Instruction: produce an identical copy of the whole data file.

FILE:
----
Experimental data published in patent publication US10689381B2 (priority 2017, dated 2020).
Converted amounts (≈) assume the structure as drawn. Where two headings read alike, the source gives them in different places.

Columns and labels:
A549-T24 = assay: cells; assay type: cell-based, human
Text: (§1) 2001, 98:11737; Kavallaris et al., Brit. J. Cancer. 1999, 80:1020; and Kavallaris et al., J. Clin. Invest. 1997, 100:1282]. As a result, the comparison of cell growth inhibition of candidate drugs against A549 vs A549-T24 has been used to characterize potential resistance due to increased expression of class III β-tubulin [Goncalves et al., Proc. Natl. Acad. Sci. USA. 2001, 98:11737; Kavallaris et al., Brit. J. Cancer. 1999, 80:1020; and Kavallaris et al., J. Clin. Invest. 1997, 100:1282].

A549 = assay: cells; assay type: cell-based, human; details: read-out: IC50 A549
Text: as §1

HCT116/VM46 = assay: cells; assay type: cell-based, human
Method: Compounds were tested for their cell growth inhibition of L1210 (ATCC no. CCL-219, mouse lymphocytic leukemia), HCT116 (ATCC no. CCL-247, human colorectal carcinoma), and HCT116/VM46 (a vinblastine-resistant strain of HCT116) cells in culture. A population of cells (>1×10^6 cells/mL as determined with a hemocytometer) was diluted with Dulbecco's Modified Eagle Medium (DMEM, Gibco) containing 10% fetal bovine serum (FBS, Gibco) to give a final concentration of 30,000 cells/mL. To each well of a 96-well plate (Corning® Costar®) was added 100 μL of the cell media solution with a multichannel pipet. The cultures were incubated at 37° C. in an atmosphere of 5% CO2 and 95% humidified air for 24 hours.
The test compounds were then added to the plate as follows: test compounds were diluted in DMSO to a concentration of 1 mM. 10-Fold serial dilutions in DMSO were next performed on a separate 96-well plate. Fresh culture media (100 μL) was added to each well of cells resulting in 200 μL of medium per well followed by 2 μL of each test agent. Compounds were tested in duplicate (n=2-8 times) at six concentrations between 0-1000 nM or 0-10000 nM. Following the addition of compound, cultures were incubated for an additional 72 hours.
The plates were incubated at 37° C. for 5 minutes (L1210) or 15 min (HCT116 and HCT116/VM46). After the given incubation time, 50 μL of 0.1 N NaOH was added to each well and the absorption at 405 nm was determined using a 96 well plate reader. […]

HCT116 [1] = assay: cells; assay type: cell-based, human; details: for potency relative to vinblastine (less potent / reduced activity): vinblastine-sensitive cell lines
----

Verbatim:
Experimental data published in patent publication US10689381B2 (priority 2017, dated 2020).
Converted amounts (≈) assume the structure as drawn. Where two headings read alike, the source gives them in different places.

Columns and labels:
A549-T24 = assay: cells; assay type: cell-based, human
Text: (§1) 2001, 98:11737; Kavallaris et al., Brit. J. Cancer. 1999, 80:1020; and Kavallaris et al., J. Clin. Invest. 1997, 100:1282]. As a result, the comparison of cell growth inhibition of candidate drugs against A549 vs A549-T24 has been used to characterize potential resistance due to increased expression of class III β-tubulin [Goncalves et al., Proc. Natl. Acad. Sci. USA. 2001, 98:11737; Kavallaris et al., Brit. J. Cancer. 1999, 80:1020; and Kavallaris et al., J. Clin. Invest. 1997, 100:1282].

A549 = assay: cells; assay type: cell-based, human; details: read-out: IC50 A549
Text: as §1

HCT116/VM46 = assay: cells; assay type: cell-based, human
Method: Compounds were tested for their cell growth inhibition of L1210 (ATCC no. CCL-219, mouse lymphocytic leukemia), HCT116 (ATCC no. CCL-247, human colorectal carcinoma), and HCT116/VM46 (a vinblastine-resistant strain of HCT116) cells in culture. A population of cells (>1×10^6 cells/mL as determined with a hemocytometer) was diluted with Dulbecco's Modified Eagle Medium (DMEM, Gibco) containing 10% fetal bovine serum (FBS, Gibco) to give a final concentration of 30,000 cells/mL. To each well of a 96-well plate (Corning® Costar®) was added 100 μL of the cell media solution with a multichannel pipet. The cultures were incubated at 37° C. in an atmosphere of 5% CO2 and 95% humidified air for 24 hours.
The test compounds were then added to the plate as follows: test compounds were diluted in DMSO to a concentration of 1 mM. 10-Fold serial dilutions in DMSO were next performed on a separate 96-well plate. Fresh culture media (100 μL) was added to each well of cells resulting in 200 μL of medium per well followed by 2 μL of each test agent. Compounds were tested in duplicate (n=2-8 times) at six concentrations between 0-1000 nM or 0-10000 nM. Following the addition of compound, cultures were incubated for an additional 72 hours.
The plates were incubated at 37° C. for 5 minutes (L1210) or 15 min (HCT116 and HCT116/VM46). After the given incubation time, 50 μL of 0.1 N NaOH was added to each well and the absorption at 405 nm was determined using a 96 well plate reader. […]

HCT116 [1] = assay: cells; assay type: cell-based, human; details: for potency relative to vinblastine (less potent / reduced activity): vinblastine-sensitive cell lines